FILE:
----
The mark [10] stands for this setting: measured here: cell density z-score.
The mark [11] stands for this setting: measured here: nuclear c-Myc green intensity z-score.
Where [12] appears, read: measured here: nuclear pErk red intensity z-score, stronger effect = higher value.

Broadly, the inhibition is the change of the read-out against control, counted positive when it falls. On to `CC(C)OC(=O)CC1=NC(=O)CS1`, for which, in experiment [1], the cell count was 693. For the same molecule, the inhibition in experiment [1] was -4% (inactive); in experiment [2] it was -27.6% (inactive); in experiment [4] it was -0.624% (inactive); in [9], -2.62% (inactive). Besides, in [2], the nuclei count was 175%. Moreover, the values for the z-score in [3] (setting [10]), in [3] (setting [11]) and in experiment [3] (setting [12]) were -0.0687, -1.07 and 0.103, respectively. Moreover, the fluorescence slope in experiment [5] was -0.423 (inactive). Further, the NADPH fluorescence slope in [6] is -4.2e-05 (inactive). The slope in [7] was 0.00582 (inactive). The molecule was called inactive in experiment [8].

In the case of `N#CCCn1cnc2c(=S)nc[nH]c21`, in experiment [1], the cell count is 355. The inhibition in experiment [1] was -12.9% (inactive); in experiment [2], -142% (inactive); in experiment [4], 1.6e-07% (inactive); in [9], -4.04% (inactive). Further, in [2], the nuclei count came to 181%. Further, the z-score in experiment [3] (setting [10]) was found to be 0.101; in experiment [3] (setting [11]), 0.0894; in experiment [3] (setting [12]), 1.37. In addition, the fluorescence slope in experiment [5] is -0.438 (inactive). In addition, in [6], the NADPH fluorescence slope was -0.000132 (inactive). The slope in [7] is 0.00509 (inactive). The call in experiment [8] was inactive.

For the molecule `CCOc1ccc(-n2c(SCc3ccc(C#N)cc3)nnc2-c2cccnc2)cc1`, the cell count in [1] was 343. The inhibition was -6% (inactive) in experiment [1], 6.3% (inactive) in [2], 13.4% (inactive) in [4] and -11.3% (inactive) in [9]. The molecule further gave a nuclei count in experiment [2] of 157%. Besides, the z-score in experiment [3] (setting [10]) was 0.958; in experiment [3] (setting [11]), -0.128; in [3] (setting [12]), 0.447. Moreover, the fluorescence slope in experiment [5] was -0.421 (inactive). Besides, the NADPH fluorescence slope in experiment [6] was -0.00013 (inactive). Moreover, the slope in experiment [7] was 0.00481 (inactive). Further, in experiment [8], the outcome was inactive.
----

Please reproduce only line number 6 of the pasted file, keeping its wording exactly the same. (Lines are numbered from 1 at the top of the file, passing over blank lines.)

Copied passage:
For the molecule `CCOc1ccc(-n2c(SCc3ccc(C#N)cc3)nnc2-c2cccnc2)cc1`, the cell count in [1] was 343. The inhibition was -6% (inactive) in experiment [1], 6.3% (inactive) in [2], 13.4% (inactive) in [4] and -11.3% (inactive) in [9]. The molecule further gave a nuclei count in experiment [2] of 157%. Besides, the z-score in experiment [3] (setting [10]) was 0.958; in experiment [3] (setting [11]), -0.128; in [3] (setting [12]), 0.447. Moreover, the fluorescence slope in experiment [5] was -0.421 (inactive). Besides, the NADPH fluorescence slope in experiment [6] was -0.00013 (inactive). Moreover, the slope in experiment [7] was 0.00481 (inactive). Further, in experiment [8], the outcome was inactive.